DA – Exactly. There’s no protection for artists who are bringing people to the neighborhood, but I have no regrets — and we ended up with other opportunities.

SD – And now you have the DAAS CO-OP Gallery at the Butterfly Garden in Gardner’s Park, a burgeoning neighborhood at the edge of downtown with some exciting new shops and businesses.

DA – It was a lucky shot to get a space in Gardner’s Park. Xavier and I started a really great, huge artist’s co-op gallery at Colonial and McGregor, but we just weren’t getting the foot traffic we needed to support the artists involved in the project. We thought about going back downtown, but the spaces were either too small, or too expensive, or both. But then I found out about a perfect space at the Butterfly Garden and within a couple of weeks I was signing a lease. It was so exciting because it’s a destination — we get a lot of tourists as well as locals — foot traffic is fantastic. We’ve scaled down a bit, but we’re super happy to be there. The way an artist’s co-op works is that the artists who have work in the gallery help run it, I have a full-time job, so I can’t be there all the time — everyone pitches in. Xavier and I don’t make a profit — 100% of the commissions go back to the artists. This is how I want it. I only make money if I sell my own work. It’s for the art community and to continue the dream — there are so many artists in town that deserve a spot and should have a great opening with a wine and cheese and a big crowd.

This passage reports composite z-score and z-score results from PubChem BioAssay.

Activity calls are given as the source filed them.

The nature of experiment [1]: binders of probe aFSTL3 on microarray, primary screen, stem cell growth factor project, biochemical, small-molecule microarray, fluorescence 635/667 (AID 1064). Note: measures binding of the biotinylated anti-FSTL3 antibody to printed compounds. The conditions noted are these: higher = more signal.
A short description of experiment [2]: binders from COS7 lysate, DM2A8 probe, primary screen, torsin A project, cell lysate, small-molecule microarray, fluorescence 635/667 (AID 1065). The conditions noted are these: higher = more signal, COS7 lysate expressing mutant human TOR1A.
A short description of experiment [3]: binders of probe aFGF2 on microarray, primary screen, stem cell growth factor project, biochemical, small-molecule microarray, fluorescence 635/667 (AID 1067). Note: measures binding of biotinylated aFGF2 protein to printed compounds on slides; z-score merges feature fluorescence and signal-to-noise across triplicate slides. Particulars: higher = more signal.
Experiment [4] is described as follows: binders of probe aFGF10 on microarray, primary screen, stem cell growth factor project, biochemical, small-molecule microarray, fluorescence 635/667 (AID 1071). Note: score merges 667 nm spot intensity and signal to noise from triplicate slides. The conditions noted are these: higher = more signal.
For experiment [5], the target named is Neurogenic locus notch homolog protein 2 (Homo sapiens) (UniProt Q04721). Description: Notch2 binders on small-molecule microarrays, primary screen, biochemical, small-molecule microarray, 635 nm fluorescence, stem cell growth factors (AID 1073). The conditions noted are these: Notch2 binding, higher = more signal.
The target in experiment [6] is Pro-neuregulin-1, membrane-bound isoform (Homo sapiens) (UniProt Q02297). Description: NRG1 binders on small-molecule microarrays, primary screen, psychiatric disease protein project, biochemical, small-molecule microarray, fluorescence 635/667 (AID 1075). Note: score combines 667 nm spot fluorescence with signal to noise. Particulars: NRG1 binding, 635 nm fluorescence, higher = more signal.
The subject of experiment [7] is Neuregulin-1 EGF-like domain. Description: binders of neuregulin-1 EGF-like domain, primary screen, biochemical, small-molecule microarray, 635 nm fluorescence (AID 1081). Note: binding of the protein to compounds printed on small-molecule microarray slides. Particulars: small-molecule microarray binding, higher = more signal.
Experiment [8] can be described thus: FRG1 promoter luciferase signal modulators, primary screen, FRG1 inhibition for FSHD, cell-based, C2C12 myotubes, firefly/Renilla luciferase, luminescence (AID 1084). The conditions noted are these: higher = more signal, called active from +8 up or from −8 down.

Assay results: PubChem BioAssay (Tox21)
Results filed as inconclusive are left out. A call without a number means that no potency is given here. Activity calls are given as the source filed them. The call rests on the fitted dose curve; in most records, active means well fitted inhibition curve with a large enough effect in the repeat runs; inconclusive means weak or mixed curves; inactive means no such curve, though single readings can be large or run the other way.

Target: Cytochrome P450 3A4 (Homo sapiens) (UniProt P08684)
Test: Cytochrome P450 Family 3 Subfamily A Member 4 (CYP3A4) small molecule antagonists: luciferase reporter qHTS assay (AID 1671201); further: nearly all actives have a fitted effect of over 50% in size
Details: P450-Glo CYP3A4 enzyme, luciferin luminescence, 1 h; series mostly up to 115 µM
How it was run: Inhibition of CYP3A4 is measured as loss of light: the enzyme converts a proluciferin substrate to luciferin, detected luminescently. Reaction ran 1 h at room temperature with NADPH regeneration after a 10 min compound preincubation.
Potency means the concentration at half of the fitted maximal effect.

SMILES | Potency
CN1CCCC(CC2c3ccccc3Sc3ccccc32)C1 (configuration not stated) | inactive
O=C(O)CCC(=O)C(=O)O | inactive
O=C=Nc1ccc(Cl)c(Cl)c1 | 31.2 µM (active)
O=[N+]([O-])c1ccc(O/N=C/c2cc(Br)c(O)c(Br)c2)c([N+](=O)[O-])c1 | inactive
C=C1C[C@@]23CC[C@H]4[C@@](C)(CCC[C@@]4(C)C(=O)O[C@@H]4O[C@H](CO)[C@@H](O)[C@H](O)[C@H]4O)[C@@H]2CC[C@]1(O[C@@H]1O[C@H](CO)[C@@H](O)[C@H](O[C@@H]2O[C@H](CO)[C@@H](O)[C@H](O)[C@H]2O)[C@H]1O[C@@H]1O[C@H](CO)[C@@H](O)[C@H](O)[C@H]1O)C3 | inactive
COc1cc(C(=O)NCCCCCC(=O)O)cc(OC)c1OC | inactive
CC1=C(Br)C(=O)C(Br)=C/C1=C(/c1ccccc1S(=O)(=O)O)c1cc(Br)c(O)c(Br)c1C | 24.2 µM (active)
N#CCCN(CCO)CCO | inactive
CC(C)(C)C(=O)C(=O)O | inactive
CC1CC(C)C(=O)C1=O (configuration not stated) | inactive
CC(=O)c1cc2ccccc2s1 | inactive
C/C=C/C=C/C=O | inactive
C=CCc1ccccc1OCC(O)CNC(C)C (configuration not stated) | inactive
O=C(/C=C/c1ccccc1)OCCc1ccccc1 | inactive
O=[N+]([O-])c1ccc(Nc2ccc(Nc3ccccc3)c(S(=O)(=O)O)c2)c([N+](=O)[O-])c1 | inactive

SD – You were part of the downtown renaissance — where do you see Gardner’s Park in five years?

DA – I envision a very progressive art scene there. The difference between our neighborhood and downtown is that I don’t see artists and shop owners being priced out. The potential is for a walkable, artsy, beautiful, diverse, inclusive district where we can have all kinds of art, music, coffee shops — the possibilities are endless.

SD – When are you at your happiest?

DA – That moment when I finish a project. Usually a painting, that moment when I’m signing my name — it puts me on cloud nine. I put so much love and effort into everything I make, the process of using my hands and my imagination to create something and complete it is nothing short of a blessing. ¦

Art is his lifeblood: A profile of artist David Acevedo


Grandeur Magazine

Oct. 05, 2019